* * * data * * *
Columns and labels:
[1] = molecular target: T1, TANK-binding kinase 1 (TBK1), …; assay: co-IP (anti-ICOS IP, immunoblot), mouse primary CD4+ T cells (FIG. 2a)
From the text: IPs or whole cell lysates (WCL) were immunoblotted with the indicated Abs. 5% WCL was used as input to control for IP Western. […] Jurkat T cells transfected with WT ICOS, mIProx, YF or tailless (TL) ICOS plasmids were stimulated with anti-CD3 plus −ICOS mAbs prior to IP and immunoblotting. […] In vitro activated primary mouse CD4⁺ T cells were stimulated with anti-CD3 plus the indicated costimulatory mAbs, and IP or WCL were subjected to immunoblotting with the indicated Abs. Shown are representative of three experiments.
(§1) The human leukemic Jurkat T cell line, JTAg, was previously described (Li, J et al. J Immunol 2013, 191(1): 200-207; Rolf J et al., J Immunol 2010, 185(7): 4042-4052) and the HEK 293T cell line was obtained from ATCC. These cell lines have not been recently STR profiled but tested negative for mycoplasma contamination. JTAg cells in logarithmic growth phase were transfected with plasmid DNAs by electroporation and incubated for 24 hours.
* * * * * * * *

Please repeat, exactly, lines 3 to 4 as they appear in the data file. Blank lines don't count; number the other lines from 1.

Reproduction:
From the text: IPs or whole cell lysates (WCL) were immunoblotted with the indicated Abs. 5% WCL was used as input to control for IP Western. […] Jurkat T cells transfected with WT ICOS, mIProx, YF or tailless (TL) ICOS plasmids were stimulated with anti-CD3 plus −ICOS mAbs prior to IP and immunoblotting. […] In vitro activated primary mouse CD4⁺ T cells were stimulated with anti-CD3 plus the indicated costimulatory mAbs, and IP or WCL were subjected to immunoblotting with the indicated Abs. Shown are representative of three experiments.
(§1) The human leukemic Jurkat T cell line, JTAg, was previously described (Li, J et al. J Immunol 2013, 191(1): 200-207; Rolf J et al., J Immunol 2010, 185(7): 4042-4052) and the HEK 293T cell line was obtained from ATCC. These cell lines have not been recently STR profiled but tested negative for mycoplasma contamination. JTAg cells in logarithmic growth phase were transfected with plasmid DNAs by electroporation and incubated for 24 hours.